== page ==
Comparative anatomical and neurohistological observations on the tongue of slow loris (Nycticebus coucang)


  • A part of this work was read at the 10th Annual Meeting of the Society for Primate Researches, March 12–13, 1966, Inuyama.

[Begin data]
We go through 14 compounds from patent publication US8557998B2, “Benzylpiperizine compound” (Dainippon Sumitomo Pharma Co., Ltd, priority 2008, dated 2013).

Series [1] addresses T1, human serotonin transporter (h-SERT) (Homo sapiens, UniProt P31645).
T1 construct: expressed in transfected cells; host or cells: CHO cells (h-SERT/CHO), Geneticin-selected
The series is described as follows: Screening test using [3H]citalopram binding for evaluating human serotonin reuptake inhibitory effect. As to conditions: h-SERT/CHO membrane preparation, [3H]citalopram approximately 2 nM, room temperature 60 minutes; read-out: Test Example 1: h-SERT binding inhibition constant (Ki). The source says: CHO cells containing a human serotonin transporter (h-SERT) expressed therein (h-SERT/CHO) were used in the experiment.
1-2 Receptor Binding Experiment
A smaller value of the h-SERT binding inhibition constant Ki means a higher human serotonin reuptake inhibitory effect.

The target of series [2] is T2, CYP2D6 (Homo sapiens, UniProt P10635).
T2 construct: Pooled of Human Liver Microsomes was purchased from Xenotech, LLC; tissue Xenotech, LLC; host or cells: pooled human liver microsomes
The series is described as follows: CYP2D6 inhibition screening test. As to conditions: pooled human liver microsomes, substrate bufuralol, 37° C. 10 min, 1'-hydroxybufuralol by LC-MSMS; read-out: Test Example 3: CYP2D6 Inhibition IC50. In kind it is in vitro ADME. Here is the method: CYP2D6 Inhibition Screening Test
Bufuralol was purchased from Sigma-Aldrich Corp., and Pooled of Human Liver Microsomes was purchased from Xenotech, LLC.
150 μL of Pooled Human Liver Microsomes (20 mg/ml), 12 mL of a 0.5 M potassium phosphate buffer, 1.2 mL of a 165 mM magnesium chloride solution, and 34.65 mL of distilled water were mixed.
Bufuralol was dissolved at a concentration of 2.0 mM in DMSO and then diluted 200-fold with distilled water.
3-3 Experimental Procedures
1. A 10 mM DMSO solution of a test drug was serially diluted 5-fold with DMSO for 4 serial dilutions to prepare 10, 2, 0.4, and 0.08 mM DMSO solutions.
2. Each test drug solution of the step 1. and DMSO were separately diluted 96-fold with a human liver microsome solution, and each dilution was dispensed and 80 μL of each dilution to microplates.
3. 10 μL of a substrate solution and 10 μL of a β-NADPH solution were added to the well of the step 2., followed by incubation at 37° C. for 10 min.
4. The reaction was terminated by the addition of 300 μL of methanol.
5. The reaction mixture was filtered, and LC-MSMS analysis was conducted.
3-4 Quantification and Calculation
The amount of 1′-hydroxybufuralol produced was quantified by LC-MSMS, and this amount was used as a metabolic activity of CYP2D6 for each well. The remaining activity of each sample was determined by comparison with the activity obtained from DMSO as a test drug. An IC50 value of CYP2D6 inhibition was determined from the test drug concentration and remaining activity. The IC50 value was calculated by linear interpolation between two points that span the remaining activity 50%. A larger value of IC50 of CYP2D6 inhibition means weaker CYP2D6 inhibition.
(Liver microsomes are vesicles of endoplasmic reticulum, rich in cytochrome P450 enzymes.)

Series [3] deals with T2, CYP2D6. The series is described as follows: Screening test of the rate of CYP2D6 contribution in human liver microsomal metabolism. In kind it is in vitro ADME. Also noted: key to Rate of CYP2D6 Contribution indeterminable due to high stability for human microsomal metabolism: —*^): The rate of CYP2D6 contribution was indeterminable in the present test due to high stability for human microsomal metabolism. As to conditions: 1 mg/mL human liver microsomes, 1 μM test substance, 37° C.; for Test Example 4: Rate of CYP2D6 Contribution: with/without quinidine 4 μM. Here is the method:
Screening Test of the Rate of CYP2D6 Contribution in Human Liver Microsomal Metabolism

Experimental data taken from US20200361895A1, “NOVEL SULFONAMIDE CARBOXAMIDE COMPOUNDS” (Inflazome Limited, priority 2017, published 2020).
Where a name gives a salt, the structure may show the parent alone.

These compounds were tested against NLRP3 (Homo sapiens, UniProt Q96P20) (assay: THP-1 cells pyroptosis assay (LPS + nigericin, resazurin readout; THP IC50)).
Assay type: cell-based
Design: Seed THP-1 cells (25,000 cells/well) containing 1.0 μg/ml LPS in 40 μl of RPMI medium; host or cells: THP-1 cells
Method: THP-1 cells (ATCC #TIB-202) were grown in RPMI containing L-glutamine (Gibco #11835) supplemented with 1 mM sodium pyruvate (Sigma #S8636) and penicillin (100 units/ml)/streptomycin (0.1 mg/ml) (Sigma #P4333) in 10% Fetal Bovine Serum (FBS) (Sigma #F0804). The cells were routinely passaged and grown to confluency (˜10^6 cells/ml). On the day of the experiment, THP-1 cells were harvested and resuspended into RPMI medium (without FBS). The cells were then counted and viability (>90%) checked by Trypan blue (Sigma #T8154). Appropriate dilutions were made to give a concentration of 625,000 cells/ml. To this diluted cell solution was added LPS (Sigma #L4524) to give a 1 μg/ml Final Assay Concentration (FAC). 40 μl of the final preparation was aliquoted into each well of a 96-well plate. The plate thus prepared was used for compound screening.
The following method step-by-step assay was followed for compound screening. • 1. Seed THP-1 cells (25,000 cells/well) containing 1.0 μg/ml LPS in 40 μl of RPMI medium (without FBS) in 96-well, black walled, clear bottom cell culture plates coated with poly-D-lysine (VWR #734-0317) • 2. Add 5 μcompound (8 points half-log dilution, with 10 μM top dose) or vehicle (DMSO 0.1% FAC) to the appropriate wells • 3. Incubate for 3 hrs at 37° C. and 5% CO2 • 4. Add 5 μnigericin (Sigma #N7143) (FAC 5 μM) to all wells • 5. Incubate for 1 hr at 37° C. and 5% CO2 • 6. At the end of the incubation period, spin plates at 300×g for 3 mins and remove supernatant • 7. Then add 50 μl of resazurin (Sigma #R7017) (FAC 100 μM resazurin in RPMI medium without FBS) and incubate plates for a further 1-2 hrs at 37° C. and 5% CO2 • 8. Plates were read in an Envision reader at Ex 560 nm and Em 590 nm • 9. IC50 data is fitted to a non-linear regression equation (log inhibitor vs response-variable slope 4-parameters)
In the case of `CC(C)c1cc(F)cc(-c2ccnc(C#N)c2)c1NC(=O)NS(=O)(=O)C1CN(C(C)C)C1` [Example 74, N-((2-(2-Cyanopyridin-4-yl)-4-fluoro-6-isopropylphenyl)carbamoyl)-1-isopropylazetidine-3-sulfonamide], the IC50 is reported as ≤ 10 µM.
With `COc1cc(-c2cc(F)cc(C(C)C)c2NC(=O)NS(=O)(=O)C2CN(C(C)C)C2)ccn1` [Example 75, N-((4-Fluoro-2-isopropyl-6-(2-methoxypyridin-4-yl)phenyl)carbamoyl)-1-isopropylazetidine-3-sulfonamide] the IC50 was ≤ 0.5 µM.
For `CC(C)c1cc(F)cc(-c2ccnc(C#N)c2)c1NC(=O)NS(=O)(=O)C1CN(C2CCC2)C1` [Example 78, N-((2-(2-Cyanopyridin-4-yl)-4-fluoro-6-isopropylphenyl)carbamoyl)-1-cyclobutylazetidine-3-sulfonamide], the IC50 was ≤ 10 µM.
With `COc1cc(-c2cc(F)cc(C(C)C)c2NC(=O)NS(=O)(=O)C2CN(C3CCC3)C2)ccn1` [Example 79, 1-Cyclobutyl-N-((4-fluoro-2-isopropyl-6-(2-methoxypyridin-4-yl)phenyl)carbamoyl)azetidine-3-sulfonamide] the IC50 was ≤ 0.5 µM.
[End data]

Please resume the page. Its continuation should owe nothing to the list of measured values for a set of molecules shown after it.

On the dorsum of the slow loris tongue there are three vallate papillae, arranged in an inverted V-shape. They contain abundant plexiform nerves and isolated nerve cells but have many taste buds only in its sides, closely associated with the subgemmal nerve plexus. Some ducts of serous glands locating deeply in this region directly open on the upper surface passing through the papilla. No foliate papillae are observed in the posterolateral region of the tongue, but instead of them is found a papilla of fungiform type, which wholly contains abundant plexiform nerves and has a furrow without serous gland ducts and taste buds. Furthermore, its summit is at the same level as the surface and same as its base in diameter, and has embryonic taste buds. From these neurohistologic characteristics this papilla should be regarded as an interformed papilla between the foliate and the ordinary fungiform papillae. Tongue lyssa consisting of hyalin cartilage and striated muscles innervated with motor end plate and simple sensory nerves seems to play a role as receptive organ of the tongue. Underneath the tongue is found well-developed sublingua, which consists of hyalin cartilaginous skeleton and mucosa but has no taste buds. From segmental arrangement of neurovascular spaces in the skeleton it may be an ancestral structure of the tongue.